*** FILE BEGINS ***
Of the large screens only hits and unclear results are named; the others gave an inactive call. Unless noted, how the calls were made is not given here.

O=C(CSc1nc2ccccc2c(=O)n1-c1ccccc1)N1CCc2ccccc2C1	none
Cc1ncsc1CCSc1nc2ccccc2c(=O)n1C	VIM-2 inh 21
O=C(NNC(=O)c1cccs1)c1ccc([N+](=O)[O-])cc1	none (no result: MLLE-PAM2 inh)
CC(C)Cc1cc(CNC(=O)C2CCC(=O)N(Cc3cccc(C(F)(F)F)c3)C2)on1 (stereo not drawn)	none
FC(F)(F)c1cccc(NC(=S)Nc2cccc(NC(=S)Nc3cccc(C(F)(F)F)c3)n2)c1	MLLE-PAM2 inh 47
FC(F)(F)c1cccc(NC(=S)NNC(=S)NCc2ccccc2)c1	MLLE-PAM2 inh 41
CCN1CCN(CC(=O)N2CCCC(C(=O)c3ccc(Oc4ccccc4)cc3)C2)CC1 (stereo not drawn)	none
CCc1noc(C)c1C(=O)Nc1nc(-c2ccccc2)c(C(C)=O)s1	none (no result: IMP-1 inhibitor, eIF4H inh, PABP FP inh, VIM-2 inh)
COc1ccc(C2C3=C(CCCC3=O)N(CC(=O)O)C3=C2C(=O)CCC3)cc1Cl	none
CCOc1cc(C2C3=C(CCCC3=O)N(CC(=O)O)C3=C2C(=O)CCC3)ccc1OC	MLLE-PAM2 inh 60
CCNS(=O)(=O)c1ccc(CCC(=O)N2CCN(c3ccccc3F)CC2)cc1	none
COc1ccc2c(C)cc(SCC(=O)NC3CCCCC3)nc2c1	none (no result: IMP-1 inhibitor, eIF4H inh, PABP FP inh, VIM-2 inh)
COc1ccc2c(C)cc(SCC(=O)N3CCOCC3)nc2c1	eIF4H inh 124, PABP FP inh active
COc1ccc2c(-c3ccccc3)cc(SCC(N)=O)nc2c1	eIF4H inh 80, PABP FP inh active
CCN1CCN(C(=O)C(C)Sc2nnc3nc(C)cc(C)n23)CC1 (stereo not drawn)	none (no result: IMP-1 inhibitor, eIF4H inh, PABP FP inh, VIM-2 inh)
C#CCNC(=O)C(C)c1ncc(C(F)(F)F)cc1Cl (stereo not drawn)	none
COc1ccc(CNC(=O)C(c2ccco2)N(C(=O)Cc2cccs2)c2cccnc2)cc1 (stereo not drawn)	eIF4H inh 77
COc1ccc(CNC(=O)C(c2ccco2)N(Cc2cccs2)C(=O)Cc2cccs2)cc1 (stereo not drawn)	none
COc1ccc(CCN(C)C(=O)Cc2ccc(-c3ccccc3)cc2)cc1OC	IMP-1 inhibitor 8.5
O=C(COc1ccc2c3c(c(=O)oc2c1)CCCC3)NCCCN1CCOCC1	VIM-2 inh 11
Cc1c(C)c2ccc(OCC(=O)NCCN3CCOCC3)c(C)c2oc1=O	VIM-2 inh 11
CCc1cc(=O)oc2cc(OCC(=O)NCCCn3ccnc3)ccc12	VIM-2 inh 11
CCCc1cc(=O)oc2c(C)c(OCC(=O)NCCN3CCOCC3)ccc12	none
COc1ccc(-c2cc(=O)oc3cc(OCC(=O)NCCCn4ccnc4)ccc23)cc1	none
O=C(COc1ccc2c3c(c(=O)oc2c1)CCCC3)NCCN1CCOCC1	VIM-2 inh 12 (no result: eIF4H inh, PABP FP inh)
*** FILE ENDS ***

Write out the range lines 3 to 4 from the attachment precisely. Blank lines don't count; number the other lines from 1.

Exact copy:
Cc1ncsc1CCSc1nc2ccccc2c(=O)n1C	VIM-2 inh 21
O=C(NNC(=O)c1cccs1)c1ccc([N+](=O)[O-])cc1	none (no result: MLLE-PAM2 inh)